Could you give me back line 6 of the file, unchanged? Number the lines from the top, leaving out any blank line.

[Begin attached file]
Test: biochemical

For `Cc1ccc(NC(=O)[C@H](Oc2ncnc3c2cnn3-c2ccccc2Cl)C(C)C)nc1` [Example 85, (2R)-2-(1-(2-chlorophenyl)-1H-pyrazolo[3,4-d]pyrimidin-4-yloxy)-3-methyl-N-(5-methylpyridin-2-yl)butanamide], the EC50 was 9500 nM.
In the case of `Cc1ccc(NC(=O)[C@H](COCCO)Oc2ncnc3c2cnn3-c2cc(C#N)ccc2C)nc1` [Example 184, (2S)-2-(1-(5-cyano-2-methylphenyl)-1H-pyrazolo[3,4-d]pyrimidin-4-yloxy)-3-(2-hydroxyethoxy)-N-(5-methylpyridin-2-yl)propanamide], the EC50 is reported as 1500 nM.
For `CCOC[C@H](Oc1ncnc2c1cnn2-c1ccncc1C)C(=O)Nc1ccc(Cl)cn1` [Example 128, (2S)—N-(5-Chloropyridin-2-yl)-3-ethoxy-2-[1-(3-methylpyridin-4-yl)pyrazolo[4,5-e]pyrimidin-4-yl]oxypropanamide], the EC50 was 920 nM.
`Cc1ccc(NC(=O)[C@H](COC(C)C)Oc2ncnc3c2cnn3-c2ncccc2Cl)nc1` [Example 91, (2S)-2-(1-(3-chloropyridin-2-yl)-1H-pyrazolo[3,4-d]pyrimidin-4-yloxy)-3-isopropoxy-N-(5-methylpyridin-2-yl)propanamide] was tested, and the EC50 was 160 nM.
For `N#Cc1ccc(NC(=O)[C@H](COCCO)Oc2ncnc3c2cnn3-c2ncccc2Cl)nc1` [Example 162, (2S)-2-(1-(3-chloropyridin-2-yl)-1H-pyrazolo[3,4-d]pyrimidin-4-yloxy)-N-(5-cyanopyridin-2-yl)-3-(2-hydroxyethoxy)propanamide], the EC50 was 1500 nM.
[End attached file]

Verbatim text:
For `N#Cc1ccc(NC(=O)[C@H](COCCO)Oc2ncnc3c2cnn3-c2ncccc2Cl)nc1` [Example 162, (2S)-2-(1-(3-chloropyridin-2-yl)-1H-pyrazolo[3,4-d]pyrimidin-4-yloxy)-N-(5-cyanopyridin-2-yl)-3-(2-hydroxyethoxy)propanamide], the EC50 was 1500 nM.